Subscription traps are common in the UK, but a new bill may change that.
What are subscription traps? It’s simple. Subscribers sign up for a free or low-cost trial only to find themselves locked into expensive repeat payments. And it’s often very difficult to unsubscribe and escape the trap.
But a new draft bill introduced in Parliament is expected to help regulate this and protect consumers from subscription traps. Let’s find out how.
What is the Digital Markets, Competition and Consumers Bill?
The UK Government introduced the Digital Markets, Competition and Consumers (DMCC) Bill draft on 25th April 2023. This bill intends to encourage growth in the UK economy and protect consumers from unfair practices.
The DMCC Bill focuses on three core areas:
- Update the UK’s competition and consumer rules to reflect modern consumer habits and a more digital economy.
- Boost competition and increase customer choice. It will do this in various ways, including limiting large mergers, which could harm businesses and consumers in the UK.
- Reform the process of the Competition and Markets Authority (CMA) investigations and enforcement of existing rules on competition.
The DMCC Bill proposes that the Digital Markets Unit (DMU) within the CMA will oversee the enforcement of these rules and that the DMU will have the right to determine when consumer laws have been broken instead of needing to take all cases to court.
Rules will be established to stop firms with Strategic Market Status from unfairly exploiting their power. The CMA will also be able to promote free, open markets, encouraging companies to innovate and provide consumers with more choices.
On top of that, the DMCC bill will update consumer laws to increase consumer protection and make it easier for them to manage subscriptions while working with the tech industry to tackle fake reviews. Specifically, the DMCC Bill aims to prevent businesses from taking the following unethical actions:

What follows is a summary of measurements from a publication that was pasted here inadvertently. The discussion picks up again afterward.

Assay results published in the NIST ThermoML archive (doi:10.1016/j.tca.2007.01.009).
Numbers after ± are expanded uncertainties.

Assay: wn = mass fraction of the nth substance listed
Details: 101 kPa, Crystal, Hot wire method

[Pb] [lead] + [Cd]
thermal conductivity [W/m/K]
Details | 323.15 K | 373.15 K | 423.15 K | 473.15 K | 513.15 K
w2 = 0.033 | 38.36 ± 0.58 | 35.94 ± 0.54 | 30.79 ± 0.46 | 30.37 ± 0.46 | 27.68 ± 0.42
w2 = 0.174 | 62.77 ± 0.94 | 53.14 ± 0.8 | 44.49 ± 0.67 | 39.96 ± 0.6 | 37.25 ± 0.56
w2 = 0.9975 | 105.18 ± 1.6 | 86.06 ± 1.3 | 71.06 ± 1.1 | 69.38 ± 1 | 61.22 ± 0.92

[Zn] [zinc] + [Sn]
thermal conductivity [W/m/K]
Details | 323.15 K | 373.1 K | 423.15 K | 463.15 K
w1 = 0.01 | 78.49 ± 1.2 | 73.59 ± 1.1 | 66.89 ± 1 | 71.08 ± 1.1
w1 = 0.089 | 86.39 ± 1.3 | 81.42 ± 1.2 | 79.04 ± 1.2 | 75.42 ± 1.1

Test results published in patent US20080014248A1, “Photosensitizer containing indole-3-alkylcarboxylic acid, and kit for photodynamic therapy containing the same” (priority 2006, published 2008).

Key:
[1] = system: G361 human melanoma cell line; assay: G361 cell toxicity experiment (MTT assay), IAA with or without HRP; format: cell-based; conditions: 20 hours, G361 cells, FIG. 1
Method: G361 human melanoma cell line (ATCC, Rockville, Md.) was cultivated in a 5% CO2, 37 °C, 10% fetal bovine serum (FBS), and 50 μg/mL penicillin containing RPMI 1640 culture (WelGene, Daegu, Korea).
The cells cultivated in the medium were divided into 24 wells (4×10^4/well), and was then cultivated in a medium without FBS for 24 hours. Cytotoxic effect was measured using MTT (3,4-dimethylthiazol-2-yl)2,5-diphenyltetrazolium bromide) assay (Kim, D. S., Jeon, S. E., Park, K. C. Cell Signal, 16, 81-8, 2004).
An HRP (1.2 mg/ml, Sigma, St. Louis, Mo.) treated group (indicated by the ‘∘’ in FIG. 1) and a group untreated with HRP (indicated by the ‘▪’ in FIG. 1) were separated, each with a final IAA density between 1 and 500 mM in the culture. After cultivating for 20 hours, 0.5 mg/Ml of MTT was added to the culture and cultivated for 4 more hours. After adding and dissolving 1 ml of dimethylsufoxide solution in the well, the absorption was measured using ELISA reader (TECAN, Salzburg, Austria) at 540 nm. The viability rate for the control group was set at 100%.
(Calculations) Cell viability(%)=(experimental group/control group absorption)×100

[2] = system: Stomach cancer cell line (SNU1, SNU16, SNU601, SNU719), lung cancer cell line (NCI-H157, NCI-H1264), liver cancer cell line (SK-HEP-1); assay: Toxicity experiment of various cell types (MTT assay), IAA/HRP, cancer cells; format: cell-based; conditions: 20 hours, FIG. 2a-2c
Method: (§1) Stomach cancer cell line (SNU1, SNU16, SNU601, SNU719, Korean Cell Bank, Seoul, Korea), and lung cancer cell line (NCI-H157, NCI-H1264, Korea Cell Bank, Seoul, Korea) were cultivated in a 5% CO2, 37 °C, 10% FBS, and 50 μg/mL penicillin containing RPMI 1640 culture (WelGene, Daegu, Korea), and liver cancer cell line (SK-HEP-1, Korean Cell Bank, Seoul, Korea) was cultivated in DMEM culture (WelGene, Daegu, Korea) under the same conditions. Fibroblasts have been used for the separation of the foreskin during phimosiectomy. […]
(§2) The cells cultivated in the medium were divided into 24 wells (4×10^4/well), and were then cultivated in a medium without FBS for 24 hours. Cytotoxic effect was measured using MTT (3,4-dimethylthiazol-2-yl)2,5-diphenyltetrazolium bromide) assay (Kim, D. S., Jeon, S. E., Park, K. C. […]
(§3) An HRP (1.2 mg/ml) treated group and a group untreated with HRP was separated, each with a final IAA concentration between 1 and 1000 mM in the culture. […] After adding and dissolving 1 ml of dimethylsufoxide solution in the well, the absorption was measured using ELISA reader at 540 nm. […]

- Incentivising or commissioning anyone to write a fake consumer review of their products or services
- Hosting reviews without verifying that they are true, accurate, and written by consumers via reasonable means
- Offering to commission or submit fake reviews
Cracking down on fake reviews will protect consumers from misinformation that might lead them to subscribe to a service. People will be able to research subscription companies online with more peace of mind. These new rules should incentivise companies to provide all subscribers with a high-quality experience and generate positive word of mouth instead of relying on fake reviews to win new business.
What will the DMCC Bill mean for subscription commerce companies?
One of the most important elements of the DMCC Bill is its proposed action against subscription traps. It’s expected to reinforce the CMA’s effectiveness in tackling these and other unfair practices, which should make the subscription business model even more appealing to consumers than it is already.